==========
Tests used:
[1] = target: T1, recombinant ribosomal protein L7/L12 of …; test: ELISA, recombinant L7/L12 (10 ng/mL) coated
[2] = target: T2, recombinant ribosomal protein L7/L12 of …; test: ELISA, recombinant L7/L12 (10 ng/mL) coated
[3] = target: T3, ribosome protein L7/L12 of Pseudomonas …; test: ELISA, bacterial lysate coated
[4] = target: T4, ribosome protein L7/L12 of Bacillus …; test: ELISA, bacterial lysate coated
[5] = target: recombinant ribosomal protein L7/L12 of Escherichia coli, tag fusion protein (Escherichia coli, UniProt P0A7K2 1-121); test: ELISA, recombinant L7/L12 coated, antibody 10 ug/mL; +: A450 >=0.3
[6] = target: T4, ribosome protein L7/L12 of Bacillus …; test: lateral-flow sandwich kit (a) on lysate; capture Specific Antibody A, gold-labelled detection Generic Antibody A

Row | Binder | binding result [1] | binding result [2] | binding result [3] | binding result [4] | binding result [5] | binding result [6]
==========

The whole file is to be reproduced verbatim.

Tests used:
[1] = target: T1, recombinant ribosomal protein L7/L12 of …; test: ELISA, recombinant L7/L12 (10 ng/mL) coated
[2] = target: T2, recombinant ribosomal protein L7/L12 of …; test: ELISA, recombinant L7/L12 (10 ng/mL) coated
[3] = target: T3, ribosome protein L7/L12 of Pseudomonas …; test: ELISA, bacterial lysate coated
[4] = target: T4, ribosome protein L7/L12 of Bacillus …; test: ELISA, bacterial lysate coated
[5] = target: recombinant ribosomal protein L7/L12 of Escherichia coli, tag fusion protein (Escherichia coli, UniProt P0A7K2 1-121); test: ELISA, recombinant L7/L12 coated, antibody 10 ug/mL; +: A450 >=0.3
[6] = target: T4, ribosome protein L7/L12 of Bacillus …; test: lateral-flow sandwich kit (a) on lysate; capture Specific Antibody A, gold-labelled detection Generic Antibody A

Row | Binder | binding result [1] | binding result [2] | binding result [3] | binding result [4] | binding result [5] | binding result [6]